Proc. Amer. Acad. Arts 9: 93. 1874.
Plants whitish gray or grayish green, 5–35 (–50) cm, tomentose-sericeous or almost glabrous. Stems erect or ascending, simple or branched only at base; branches ± erect. Leaves sessile, overlapping; blade linear, terete or semiterete, 4–25 × 0.5–2 mm, sericeous or almost glabrous. Inflorescences spicate; 1–4-flowered in axils of bracts. Perianth segments white-tomentose or sometimes glabrate.
Phenology: Flowering late summer–fall.
Habitat: Alkaline soils, semideserts and deserts, dry lake margins, eroded mountain slopes, sometimes disturbed seminatural habitats
Elevation: 500-2100 m
Ariz., Calif., Colo., Idaho, Mont., Nev., N.Mex., Oreg., Tex., Utah, Wyo., n Mexico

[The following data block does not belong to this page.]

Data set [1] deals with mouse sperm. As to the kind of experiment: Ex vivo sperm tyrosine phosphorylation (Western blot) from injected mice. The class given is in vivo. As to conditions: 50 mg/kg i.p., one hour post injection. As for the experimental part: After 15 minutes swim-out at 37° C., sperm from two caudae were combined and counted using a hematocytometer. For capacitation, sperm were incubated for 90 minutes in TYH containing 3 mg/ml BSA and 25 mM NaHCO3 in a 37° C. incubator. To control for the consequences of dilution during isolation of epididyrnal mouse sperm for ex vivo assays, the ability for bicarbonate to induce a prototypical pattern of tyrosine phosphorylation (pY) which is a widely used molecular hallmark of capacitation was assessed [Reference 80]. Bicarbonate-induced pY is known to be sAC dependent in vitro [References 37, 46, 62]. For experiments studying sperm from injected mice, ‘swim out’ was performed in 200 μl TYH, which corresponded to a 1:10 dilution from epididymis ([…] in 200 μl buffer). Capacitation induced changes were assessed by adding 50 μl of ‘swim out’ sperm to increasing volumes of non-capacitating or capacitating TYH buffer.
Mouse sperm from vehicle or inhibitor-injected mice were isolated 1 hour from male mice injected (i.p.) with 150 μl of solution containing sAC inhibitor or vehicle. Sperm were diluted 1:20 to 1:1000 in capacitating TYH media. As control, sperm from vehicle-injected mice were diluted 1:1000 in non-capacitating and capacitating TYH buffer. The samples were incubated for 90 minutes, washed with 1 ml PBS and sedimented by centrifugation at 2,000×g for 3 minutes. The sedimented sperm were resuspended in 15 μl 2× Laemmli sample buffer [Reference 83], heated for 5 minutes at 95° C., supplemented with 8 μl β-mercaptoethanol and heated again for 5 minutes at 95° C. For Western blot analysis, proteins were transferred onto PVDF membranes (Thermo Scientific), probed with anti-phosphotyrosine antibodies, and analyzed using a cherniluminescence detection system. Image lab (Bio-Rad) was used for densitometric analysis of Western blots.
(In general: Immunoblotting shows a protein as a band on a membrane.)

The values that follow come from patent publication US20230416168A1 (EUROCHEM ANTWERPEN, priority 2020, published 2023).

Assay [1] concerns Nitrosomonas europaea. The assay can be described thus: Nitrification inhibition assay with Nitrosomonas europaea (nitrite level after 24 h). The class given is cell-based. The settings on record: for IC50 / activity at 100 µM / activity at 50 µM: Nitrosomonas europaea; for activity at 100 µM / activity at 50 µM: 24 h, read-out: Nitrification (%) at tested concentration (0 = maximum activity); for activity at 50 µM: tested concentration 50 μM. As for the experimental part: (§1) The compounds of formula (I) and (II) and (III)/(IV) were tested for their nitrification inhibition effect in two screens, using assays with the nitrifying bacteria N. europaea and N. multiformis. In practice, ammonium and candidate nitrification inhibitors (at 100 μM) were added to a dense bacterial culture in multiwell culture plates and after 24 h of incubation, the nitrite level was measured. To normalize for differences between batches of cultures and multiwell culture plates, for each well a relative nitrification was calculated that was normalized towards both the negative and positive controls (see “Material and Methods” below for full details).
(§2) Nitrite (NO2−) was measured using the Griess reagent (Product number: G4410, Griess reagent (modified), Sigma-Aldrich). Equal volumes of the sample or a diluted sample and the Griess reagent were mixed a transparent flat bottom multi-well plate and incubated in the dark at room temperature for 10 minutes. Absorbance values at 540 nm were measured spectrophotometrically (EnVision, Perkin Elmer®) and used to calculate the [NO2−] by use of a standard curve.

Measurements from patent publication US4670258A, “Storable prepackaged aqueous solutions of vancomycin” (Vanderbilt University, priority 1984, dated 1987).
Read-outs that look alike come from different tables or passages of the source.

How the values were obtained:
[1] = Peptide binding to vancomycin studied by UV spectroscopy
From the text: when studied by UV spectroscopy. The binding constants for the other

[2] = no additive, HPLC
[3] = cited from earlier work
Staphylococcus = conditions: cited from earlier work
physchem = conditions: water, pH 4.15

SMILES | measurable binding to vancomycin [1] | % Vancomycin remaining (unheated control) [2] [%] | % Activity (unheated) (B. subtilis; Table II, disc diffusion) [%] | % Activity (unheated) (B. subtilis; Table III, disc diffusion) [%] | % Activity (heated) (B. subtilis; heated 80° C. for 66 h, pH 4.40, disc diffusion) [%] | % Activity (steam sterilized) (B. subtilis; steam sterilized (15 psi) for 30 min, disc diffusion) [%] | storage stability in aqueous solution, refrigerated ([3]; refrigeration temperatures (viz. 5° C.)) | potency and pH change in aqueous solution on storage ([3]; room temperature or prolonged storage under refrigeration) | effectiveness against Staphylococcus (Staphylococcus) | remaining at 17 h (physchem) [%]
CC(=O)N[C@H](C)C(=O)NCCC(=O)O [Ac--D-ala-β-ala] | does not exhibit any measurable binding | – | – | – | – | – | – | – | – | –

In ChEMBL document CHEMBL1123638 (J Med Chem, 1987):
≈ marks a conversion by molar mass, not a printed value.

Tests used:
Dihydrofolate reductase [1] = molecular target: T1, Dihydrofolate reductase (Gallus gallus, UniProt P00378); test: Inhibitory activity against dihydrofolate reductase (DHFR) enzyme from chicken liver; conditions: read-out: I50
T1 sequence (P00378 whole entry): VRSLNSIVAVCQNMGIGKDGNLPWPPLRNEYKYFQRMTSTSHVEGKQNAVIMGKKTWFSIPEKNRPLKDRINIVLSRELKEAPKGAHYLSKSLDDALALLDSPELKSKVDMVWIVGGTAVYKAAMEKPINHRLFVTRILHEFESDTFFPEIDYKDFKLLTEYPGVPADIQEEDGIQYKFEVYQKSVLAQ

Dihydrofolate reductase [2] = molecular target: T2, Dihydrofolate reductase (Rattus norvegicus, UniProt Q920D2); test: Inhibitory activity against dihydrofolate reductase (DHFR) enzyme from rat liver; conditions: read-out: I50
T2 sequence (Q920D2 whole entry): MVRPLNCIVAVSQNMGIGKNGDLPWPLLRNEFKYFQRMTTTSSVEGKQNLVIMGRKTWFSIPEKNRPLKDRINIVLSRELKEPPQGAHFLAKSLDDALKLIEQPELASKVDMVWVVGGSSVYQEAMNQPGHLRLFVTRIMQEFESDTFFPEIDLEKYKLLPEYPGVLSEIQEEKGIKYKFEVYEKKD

Densely pubescent plants may be recognized as Kochia americana var. vestita S. Watson. Additional study variability and phylogenetic patterns of K. americana would be very desirable.
Previously, this native North American species was erroneously referred to as Kochia prostrata auct. fl. Amer. Bor., non (Linnaeus) Schrader. Indeed, these species are habitually quite similar. Kochia prostrata (Linnaeus) Schrader, the Eurasian subshrub 15–100(–150) cm tall, with linear to filiform, flat or scarcely fleshy leaves 5–25 × 1–2 mm, is known in North American range management literature as “forage kochia” or “prostrate summer-cypress.” It is extremely variable morphologically and widely distributed in Eurasia, especially in steppe, semidesert, and desert zones. This species is being tested and already used locally as a potential forage plant for western United States ranges and has been an escaped or naturalized alien in Utah and adjacent states (W. A. Keller and A. T. Bleak 1974; S. L. Welsh 1984). It was reported as cultivated in Arizona, Colorado, Idaho, Montana, Nevada, New Mexico, Oregon, and Washington.